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More fast food places, More obesity

December 20, 2007 | By More

If you live in a Canadian city that has more fast food places, you are at a higher risk for obesity, new research from the University of Alberta confirms. For every extra fast-food restaurant per 10,000 people, a city’s obesity rate goes up 3%, said Sean Cash, a health economics professor who drew up an obesity map that plotted obesity rates and the density of the top 10 fast-food chains in Canada. “The strong relationship really suggests that access to fast food may indeed be one of the issues that may explain increasing obesity rates,” Mr. Cash said of the study he presented earlier this year at conferences in Denmark and Oregon.”We were surprised by the strength of the relationship, but we weren’t surprised to find that there was a relationship. This has been a likely culprit that has been discussed quite a bit over the last few years. This provides support for that view.”

Mr. Cash, colleague Ellen Goddard and graduate student Ryan Lacanilao used the 2005 Business Location Database to determine the 10 fast-food chains with the most outlets across Canada. Tim Hortons, Subway, McDonald’s, Kentucky Fried Chicken, A&W, Dairy Queen, Harvey’s, Wendy’s, Burger King and Domino’s Pizza came up as the winners. The researchers then used obesity data from the Canadian Community Health Survey released last year and matched up the data for Canada’s major metropolitan areas.

Maritime residents were generally fatter and had more fast-food outlets. St. John’s, N.L., for instance, has an obesity rate of 36% and 3.5 fast-food joints per 10,000 people. Saint John, N.B., ranked close with a 35% obese rate and access to four outlets per 10,000 people.Hamilton and Windsor in southern Ontario also ranked high in obesity and fast food outlets.Mr. Cash found no similarly strong link between obesity levels and longer commuting distances or income levels.”I wouldn’t say our study proves anything,” said Mr. Cash, noting some cities buck the trend.Halifax, for instance, has a low 18% obesity rate, but has almost four fast-food outlets for every 10,000 people. But almost 30% of Oshawa residents were obese, though they had access to only 1.8 fast-food places per 10,000. “It doesn’t mean having access to a fast-food restaurant causes obesity, but it does suggest there’s a relationship that we should be taking into account if we’re trying to take action to lower obesity rates in Canada.”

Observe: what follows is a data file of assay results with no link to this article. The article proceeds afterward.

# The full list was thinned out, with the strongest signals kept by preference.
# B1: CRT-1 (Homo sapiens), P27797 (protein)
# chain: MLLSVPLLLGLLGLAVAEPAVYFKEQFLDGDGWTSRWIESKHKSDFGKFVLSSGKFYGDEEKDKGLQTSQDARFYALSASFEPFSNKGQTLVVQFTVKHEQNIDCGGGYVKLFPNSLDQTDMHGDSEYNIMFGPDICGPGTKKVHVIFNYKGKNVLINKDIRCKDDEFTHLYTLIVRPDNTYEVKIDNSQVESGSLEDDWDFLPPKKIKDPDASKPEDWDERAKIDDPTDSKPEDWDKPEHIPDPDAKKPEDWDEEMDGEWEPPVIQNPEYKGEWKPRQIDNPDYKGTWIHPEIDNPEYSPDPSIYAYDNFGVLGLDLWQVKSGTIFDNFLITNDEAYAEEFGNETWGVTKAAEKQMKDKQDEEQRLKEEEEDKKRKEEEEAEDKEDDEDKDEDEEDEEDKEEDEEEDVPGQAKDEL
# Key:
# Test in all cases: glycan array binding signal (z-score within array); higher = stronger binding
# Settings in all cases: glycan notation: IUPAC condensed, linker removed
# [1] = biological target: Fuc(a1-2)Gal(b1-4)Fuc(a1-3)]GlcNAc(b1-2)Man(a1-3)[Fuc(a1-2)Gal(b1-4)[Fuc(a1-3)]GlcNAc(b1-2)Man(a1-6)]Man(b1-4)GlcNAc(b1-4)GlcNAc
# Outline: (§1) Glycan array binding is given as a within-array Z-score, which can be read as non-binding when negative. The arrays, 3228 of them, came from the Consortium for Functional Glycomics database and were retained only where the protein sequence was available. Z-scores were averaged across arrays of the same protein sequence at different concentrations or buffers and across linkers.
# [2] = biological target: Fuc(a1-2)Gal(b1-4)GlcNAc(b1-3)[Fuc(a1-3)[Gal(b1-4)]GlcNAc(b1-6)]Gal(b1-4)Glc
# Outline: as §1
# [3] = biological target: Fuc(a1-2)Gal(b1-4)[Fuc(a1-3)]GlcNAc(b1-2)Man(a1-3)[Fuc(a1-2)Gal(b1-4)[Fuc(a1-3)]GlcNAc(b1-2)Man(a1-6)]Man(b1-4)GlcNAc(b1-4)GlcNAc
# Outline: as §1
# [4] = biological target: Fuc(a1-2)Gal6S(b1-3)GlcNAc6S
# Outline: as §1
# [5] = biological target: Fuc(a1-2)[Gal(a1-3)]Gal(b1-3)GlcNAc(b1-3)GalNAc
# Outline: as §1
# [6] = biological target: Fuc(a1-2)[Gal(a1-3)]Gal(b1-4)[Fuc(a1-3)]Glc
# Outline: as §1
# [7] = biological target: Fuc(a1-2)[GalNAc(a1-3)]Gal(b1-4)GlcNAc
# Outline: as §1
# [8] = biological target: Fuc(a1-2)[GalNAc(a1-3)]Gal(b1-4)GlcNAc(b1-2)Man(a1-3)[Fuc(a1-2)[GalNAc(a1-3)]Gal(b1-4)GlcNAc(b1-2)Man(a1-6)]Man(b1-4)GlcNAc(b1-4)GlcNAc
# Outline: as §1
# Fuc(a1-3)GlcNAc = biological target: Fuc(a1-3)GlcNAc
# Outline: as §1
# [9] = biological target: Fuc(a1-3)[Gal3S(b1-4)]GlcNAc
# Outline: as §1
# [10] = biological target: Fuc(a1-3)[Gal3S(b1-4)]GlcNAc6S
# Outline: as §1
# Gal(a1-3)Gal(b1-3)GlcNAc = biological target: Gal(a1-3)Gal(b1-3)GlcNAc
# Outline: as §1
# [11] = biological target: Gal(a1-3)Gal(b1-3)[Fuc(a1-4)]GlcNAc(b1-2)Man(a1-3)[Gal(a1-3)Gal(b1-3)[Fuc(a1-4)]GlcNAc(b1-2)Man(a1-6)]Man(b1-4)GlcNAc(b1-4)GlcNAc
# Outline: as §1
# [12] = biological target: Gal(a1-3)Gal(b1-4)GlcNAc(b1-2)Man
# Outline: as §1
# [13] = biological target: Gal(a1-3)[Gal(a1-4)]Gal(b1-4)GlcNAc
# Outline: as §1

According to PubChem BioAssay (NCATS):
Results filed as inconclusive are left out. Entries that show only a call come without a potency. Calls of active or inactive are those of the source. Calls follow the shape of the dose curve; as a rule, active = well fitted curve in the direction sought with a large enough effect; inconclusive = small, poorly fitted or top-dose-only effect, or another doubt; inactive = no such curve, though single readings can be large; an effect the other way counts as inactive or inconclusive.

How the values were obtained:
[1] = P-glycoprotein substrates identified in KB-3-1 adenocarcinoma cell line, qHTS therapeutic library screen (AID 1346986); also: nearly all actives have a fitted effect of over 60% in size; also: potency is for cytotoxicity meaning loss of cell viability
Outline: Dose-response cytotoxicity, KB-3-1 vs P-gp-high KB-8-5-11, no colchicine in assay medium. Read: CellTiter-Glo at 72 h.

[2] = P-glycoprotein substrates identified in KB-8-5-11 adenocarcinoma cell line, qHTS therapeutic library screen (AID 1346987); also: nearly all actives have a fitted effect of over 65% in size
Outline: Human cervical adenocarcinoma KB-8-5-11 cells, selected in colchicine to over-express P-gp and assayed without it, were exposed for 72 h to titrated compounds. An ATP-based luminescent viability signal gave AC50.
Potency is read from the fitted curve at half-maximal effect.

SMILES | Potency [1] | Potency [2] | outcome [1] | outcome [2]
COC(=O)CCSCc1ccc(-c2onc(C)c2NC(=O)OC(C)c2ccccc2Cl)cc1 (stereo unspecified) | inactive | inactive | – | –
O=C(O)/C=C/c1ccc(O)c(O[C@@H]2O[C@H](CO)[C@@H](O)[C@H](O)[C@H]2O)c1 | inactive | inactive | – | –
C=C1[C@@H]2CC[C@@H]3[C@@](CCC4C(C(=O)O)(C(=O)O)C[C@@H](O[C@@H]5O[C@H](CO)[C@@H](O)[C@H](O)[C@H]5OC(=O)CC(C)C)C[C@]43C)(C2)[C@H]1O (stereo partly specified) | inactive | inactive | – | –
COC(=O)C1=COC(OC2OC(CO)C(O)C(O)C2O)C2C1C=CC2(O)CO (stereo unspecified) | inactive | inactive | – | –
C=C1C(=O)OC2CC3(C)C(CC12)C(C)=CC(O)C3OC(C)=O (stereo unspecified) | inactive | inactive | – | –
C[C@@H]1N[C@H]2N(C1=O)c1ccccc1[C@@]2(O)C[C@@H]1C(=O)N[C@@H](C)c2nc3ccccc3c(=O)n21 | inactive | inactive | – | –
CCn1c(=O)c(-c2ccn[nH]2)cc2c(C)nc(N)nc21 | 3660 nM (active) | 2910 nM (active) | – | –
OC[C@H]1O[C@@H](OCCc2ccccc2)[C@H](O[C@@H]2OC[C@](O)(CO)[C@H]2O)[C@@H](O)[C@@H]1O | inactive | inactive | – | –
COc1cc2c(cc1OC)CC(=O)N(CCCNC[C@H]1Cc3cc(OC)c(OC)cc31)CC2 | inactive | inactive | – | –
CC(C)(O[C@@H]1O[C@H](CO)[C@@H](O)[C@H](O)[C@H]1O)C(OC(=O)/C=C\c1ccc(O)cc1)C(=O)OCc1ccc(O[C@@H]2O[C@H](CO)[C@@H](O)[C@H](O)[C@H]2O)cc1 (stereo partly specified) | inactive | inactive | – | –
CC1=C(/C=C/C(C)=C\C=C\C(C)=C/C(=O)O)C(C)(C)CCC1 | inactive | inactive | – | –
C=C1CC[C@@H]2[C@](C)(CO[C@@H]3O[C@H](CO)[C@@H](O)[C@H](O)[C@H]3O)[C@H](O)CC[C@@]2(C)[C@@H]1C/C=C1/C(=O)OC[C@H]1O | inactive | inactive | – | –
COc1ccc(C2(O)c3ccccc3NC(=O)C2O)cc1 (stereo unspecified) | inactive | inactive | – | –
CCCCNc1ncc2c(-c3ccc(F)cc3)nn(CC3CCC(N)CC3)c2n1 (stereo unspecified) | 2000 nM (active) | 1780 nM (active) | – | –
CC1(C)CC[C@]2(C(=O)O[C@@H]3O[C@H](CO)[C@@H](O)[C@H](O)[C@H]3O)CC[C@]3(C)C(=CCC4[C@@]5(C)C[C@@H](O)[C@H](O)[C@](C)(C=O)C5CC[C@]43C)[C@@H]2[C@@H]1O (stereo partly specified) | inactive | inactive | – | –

Calgary and Edmonton were fairly similar with just over three fast-food outlets per 10,000 people, but Edmonton pulled ahead in the obesity rate, with 20% obese compared with Calgary’s 26%.”As my graduates like to say, this might explain the relative difference in the merits of Edmonton versus Calgary hockey teams,” Mr. Cash said.”I think the fact that there is similar availability of fast food, but that we have lower obesity rates in Edmonton, suggests the importance of other lifestyle factors. We have less traffic congestion here; maybe people are more active.”Mr. Cash isn’t calling for a ban of fast-food restaurants, but believes city planners should make public health a factor in planning, just as they consider environmental impacts and traffic congestion.

Category: Food

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